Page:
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Getty sought lawyers’ views on recusal in election-law case

Court of Appeals Judge Joseph M. Getty, the newest member of the Court of Appeals, during his investiture in June in Annapolis. Getty has been a lobbyist and legislative policy advisors for the last two Republican governors and a state legislator but says he has no jitters starting his new role. ‘I think my background has prepared me for the types of things that will come before the court,’ he says. ‘I feel very confident.’ (Maximilian Franz/The Daily Record)

Court of Appeals Judge Joseph M. Getty. (The Daily Record)

It’s not often that a high-court judge asks the attorneys if they want him or her to recuse from a case.

But that’s what happened Tuesday morning in the moments before oral arguments in a Maryland election-law case addressing whether a candidate for the Baltimore City Council had declared his intent to run by the filing deadline, and if those challenging his candidacy had waited too long before objecting.

Assistant Maryland Attorney General Julia Doyle Bernhardt, representing the State Board of Elections, and H. Mark Stichel, the challengers’ attorney, were asked outside of public view whether they had any objection to Judge Joseph M. Getty participating in the case before the Court of Appeals.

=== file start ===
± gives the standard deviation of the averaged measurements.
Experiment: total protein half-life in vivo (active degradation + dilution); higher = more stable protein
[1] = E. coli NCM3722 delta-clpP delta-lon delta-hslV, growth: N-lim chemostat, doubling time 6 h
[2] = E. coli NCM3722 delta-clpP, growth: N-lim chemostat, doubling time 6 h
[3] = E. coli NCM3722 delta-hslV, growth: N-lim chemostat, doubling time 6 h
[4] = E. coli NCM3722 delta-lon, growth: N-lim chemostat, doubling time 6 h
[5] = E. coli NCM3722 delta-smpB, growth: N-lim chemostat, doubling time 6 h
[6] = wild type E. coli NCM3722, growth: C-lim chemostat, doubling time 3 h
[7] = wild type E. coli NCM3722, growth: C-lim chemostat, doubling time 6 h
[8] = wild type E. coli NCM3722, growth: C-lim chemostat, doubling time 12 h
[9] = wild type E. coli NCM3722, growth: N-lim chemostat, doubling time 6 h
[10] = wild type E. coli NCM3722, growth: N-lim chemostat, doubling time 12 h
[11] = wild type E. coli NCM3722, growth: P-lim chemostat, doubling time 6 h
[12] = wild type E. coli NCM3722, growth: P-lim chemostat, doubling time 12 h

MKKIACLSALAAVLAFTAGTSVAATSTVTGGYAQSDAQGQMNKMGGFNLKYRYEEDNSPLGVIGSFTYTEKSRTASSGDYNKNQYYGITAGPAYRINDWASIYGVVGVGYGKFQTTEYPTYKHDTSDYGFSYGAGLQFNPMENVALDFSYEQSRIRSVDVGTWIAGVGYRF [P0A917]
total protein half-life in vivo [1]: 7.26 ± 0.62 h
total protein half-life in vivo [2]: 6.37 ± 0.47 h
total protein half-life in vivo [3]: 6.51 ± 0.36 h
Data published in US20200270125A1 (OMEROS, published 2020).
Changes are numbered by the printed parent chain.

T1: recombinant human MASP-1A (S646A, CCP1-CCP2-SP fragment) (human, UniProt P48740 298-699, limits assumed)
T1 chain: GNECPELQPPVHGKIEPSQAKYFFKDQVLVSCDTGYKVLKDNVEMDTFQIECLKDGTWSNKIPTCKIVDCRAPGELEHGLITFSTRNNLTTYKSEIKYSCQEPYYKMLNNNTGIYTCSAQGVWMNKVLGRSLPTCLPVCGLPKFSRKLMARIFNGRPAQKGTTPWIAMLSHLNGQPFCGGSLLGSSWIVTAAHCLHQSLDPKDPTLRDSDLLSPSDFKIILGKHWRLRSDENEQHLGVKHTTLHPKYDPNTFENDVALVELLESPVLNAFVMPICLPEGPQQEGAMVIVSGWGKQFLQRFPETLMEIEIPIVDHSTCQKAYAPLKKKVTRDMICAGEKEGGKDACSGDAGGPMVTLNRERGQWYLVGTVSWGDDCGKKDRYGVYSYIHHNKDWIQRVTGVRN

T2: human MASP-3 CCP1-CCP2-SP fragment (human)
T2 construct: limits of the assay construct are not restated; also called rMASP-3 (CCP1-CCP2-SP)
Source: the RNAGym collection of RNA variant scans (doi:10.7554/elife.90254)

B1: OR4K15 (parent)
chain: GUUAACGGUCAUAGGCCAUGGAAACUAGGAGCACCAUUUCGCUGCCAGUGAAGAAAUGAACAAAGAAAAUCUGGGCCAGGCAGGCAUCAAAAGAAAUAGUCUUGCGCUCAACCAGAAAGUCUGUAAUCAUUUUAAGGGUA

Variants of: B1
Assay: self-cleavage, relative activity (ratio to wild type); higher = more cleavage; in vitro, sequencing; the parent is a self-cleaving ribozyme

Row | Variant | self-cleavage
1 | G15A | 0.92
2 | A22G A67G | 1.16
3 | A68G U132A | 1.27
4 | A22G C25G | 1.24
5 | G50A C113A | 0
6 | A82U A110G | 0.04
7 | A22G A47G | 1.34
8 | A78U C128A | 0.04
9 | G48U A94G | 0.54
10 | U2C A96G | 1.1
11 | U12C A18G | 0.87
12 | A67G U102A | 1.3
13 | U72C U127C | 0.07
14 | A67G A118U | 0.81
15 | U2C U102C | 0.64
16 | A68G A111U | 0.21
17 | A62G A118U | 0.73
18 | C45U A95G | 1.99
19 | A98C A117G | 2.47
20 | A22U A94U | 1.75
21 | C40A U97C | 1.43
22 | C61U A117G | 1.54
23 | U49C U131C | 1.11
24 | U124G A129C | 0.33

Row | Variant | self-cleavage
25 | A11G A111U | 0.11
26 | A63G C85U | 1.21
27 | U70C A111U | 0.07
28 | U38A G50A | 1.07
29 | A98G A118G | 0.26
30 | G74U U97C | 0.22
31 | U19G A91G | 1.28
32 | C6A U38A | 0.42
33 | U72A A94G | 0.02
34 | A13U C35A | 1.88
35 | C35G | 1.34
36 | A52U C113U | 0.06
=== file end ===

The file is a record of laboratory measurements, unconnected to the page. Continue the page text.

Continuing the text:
Getty, who spent much of his prior judicial life as a state legislator and adviser to governors, wanted to know if the attorneys had concerns about his impartiality in light of his personal experience with Maryland’s election law, Chief Judge Mary Ellen Barbera explained in open court. Bernhardt and Stichel voiced no objection, Barbera added before the arguments began in the case, Linda H. Lamone et al. v. Ian Schlakman et al., No. 50, September Term 2016.

Later that day, the high court — which included Getty — ruled in favor of the board, saying Ian Schlakman and Frank Richardson had waited too long before filing their suit challenging Dan Sparaco’s candidacy for the District 12 council seat.

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